282 pages | 23 B/W Illus.
City provides an accessible yet critical introduction to one of the key ideas in human geography. While most of the world’s population now lives in cities, the definition and theoretical specification of the city nonetheless remains elusive. In this extensively updated second edition, Phil Hubbard considers the different ways that the lived and messy realities of urban life have been approached by geographers, past and present. Situating these in the context of ongoing debates concerning globalization, urban fragmentation and planetary urbanism, this new edition considers how contemporary understandings of cities are being enriched via engagement with feminist, queer and post-colonial perspectives. Drawing on a diverse range of literature and case studies from around the world, and featuring boxed explorations of key concepts, City is an essential guide to urban geography for the experienced researcher and novice alike.
'In this second edition of City, Hubbard delivers another masterclass in how to deal with complex concepts in a clear and accessible manner. In reworking it significantly from the first edition, Hubbard updates the book to include recent intellectual developments in global urban studies, such as those on comparative, mobile, planetary and relational urbanism. With a sophisticated use of boxes and images, City is one again the go-to book for the intellectually curious undergraduate and graduate student.' - Kevin Ward, Professor of Human Geography, University of Manchester, UK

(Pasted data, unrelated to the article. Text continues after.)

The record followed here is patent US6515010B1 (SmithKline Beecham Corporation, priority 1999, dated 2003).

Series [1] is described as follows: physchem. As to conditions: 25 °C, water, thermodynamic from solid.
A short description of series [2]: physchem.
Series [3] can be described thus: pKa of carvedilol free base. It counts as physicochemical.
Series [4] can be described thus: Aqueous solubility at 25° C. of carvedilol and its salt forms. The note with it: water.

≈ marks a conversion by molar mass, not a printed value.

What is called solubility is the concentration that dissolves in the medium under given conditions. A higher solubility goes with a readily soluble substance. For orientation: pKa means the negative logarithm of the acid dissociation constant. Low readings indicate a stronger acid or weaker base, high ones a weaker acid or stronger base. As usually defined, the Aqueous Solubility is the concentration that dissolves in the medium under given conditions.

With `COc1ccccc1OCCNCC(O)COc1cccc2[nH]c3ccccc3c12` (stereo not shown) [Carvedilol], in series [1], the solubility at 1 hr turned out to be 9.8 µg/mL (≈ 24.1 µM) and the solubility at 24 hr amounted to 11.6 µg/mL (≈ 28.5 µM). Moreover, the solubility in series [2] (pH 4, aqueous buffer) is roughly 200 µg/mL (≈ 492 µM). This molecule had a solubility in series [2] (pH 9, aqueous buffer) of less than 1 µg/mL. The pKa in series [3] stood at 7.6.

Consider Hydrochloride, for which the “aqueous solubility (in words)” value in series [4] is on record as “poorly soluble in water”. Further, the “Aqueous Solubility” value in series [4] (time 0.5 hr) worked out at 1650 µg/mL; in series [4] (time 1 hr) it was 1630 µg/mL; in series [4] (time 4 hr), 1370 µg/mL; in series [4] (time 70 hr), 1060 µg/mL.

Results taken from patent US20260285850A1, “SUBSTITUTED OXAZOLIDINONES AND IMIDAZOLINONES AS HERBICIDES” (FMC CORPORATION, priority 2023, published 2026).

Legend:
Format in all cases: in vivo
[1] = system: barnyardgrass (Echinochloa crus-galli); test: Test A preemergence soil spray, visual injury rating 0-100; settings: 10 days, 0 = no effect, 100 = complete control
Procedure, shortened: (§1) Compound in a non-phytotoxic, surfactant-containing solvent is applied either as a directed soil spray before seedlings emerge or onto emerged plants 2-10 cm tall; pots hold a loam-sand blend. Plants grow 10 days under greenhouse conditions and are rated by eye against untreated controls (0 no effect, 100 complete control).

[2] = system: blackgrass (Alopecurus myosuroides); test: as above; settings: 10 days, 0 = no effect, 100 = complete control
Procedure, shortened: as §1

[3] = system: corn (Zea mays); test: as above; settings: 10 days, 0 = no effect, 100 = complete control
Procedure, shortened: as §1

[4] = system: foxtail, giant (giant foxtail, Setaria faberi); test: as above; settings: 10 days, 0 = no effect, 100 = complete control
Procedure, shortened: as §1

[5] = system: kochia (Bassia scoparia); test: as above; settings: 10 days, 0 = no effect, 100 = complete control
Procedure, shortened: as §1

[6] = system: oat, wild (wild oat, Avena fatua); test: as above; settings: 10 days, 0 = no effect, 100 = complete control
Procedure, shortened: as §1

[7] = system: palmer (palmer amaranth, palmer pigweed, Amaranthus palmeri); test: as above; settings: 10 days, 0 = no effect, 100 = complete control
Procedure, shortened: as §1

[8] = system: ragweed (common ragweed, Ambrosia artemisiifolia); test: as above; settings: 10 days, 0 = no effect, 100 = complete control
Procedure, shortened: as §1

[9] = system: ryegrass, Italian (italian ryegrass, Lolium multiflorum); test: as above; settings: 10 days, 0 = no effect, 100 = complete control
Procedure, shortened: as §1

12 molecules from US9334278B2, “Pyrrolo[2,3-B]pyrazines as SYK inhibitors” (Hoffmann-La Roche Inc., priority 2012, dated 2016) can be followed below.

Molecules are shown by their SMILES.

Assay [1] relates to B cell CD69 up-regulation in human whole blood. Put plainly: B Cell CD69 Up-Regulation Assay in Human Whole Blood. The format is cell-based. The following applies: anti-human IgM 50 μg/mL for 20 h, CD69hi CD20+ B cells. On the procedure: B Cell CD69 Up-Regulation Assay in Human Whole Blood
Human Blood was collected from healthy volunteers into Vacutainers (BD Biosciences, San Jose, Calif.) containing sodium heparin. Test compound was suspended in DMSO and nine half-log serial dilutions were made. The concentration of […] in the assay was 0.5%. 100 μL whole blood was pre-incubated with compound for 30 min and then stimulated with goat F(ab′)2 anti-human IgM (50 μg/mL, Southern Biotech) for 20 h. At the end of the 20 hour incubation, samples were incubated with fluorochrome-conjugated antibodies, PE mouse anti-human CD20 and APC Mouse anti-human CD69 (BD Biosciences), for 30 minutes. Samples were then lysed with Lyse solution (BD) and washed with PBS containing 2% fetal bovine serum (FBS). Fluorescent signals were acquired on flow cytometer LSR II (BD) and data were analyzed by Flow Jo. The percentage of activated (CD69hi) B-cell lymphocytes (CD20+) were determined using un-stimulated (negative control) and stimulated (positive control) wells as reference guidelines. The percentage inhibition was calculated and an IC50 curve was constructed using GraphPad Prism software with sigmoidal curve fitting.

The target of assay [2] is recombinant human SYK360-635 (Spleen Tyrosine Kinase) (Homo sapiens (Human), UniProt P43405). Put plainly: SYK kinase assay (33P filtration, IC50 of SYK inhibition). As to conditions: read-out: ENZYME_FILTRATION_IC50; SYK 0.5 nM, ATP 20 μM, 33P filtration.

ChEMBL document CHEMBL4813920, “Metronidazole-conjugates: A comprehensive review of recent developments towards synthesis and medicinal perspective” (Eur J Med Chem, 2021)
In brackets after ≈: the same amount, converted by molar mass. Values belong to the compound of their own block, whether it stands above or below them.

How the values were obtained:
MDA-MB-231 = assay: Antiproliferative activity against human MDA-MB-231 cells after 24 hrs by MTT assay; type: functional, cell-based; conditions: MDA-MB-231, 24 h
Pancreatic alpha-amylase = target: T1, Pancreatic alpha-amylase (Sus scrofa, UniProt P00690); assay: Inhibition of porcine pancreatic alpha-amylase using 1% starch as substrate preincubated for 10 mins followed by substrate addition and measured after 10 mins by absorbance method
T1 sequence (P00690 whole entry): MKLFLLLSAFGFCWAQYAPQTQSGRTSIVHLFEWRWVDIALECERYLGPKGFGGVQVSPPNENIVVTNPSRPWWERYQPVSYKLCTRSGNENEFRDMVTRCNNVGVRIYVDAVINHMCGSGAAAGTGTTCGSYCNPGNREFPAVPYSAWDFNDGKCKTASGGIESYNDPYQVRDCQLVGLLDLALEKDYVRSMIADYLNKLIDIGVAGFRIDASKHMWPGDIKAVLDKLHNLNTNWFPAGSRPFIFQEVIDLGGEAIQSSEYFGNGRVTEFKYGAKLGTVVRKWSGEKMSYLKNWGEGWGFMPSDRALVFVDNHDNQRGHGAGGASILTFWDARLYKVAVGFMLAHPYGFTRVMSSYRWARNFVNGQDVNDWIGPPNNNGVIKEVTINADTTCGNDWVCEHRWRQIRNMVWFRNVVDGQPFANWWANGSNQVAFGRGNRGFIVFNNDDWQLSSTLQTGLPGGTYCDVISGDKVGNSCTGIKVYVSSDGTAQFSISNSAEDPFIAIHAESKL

'The essential guide to the city and how to think about it. Hubbard’s City transcends its primary disciplinary focus and speaks to urban scholars of all stripes.' - Professor Tim Hall, Head of Department of Applied Social Sciences, University of Winchester, UK
List of Illustrations
List of Boxes
Preface to the second edition
1. Urbanization and the urban question
2. Segregation and divided cities
3. Globalization and mobile cities
4. Post-colonial and superdiverse cities
5. Feminist theory and gendered cities
6. Queer theory and cities of desire
7. Urban media and representation
8. Technology and post-human cities
9. Embodiment and the lived city
The Key Ideas in Geography series will provide strong, original, and accessible texts on important spatial concepts for academics and students working in the fields of geography, sociology and anthropology, as well as the interdisciplinary fields of urban and rural studies, development and cultural studies. Each text will locate a key idea within its traditions of thought, provide grounds for understanding its various usages and meanings, and offer critical discussion of the contribution of relevant authors and thinkers.